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Friday, July 14, 2006
Chipmakers Sued Over Price-fix Charges


Thirty-four U.S. states will sue seven computer memory chip makers on Friday, including Micron Technology Inc. and Infineon Technologies AG , over charges they conspired to rig the U.S. market to keep prices artificially high.

California Attorney General Bill Lockyer said on Thursday that he, joined by 33 other state attorneys general, will file the complaint alleging the chip makers violated state and federal antitrust laws during a conspiracy to fix prices for dynamic random access memory, or DRAM, chips, from 1998 through June 2002, when there was a glut in the market.

New York Attorney General Eliot Spitzer filed a separate, but similar lawsuit in New York on Thursday that also named South Korea's Samsung Electronics Co. .

The multi-state lawsuit does not name Samsung, the world's leading memory chip maker, to provide a window to reach a potential settlement, said Tom Dresslar, a spokesman for the California attorney general.

The lawsuits follows a U.S. Justice Department probe launched in 2002 that resulted in hundreds of millions of dollars in fines levied against Samsung, Hynix, Infineon, Elpida and other chipmakers.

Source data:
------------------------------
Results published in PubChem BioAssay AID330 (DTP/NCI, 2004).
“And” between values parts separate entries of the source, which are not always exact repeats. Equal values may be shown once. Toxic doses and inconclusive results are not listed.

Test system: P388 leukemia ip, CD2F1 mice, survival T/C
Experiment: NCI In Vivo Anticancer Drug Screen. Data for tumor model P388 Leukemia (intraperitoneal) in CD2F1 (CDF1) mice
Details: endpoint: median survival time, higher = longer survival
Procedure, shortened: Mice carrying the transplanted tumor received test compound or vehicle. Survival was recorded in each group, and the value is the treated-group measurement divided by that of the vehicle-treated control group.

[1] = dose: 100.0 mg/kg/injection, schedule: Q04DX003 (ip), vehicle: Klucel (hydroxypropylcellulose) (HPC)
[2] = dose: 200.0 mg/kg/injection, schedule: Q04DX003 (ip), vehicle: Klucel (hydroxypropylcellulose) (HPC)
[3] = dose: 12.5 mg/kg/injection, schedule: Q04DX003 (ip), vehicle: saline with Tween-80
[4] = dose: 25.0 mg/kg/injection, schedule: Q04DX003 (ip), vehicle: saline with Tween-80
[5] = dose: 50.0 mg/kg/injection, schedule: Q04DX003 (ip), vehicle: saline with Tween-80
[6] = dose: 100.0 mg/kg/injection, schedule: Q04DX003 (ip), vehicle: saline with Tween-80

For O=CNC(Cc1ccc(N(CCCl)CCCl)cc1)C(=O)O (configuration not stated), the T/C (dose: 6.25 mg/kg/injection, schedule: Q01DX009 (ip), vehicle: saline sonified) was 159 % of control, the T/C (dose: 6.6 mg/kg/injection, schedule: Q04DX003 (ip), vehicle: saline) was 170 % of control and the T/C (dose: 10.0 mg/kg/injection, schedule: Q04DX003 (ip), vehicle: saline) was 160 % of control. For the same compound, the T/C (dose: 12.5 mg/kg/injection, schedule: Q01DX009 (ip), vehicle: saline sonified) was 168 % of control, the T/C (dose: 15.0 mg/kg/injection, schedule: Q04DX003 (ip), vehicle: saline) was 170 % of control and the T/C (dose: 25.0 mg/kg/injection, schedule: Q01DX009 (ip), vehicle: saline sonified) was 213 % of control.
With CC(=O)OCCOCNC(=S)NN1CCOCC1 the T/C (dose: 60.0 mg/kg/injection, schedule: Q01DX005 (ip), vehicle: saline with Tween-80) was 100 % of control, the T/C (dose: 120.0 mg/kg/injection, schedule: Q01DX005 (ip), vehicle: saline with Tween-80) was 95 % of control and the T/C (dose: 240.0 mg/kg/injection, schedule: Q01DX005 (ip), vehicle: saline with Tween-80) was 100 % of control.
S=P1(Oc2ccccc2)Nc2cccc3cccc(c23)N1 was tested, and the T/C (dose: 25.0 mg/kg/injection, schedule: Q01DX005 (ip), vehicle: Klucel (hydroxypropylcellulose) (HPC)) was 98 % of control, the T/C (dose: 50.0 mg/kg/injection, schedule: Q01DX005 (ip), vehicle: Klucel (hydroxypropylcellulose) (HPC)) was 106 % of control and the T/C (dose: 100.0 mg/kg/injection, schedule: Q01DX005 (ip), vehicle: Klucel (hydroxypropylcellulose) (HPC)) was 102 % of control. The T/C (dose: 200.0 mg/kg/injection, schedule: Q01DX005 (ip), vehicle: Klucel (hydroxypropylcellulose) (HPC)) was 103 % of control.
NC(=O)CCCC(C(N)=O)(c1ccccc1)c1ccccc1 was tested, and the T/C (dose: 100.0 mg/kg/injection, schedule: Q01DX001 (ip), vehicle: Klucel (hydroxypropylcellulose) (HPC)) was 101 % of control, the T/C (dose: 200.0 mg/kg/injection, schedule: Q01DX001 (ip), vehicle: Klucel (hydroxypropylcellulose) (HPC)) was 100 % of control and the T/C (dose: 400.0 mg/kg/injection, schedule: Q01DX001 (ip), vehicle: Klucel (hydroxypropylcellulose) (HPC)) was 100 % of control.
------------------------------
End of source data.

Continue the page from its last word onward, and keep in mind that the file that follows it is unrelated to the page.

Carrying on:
The federal investigation followed a sharp plunge in the prices for memory chips used in computers and other electronics, which forced a wave of industry consolidation and pushed several chip makers near bankruptcy.

Micron spokesman Dan Francisco said he could not comment specifically on the lawsuit because the company had not yet seen it. But he noted that the Boise, Idaho-based chip maker has been in talks to resolve the issue.

The multi-state complaint, to be filed in U.S. District Court for the Northern District of California, charges the companies with fixing DRAM chip prices, artificially restraining supply and rigging bids for contracts.

Those actions caused computer makers such as Apple Computer Inc. , Compaq Computer Corp., Dell Inc. , Gateway Inc. , Hewlett-Packard Co. and International Business Machines Corp. to pay more for chips and then pass those costs on to consumers, said Florida Attorney General Charlie Crist, another lead plaintiff in the case.

The largest four of the DRAM makers -- Samsung, Hynix, Micron and Infineon -- and their U.S. units control roughly 70 percent of the U.S. market, which in 2003 represented about $5 billion of the $17 billion in worldwide sales.

Lockyer said he was one of the leaders of the lawsuit because much of the alleged illegal conduct took place in California, home to Silicon Valley, where many of the chip makers have operations.

The multi-state lawsuit names many of the world's top-ranked memory chip makers including South Korea's Hynix Semiconductor Inc. ; Taiwan's Mosel Vitelic and Nanya Technology Corp. ; Japan's Elpida Memory Inc., a joint venture of Hitachi Ltd. and NEC Corp. ; and NEC Electronics Corp.'s NEC Electronics America.


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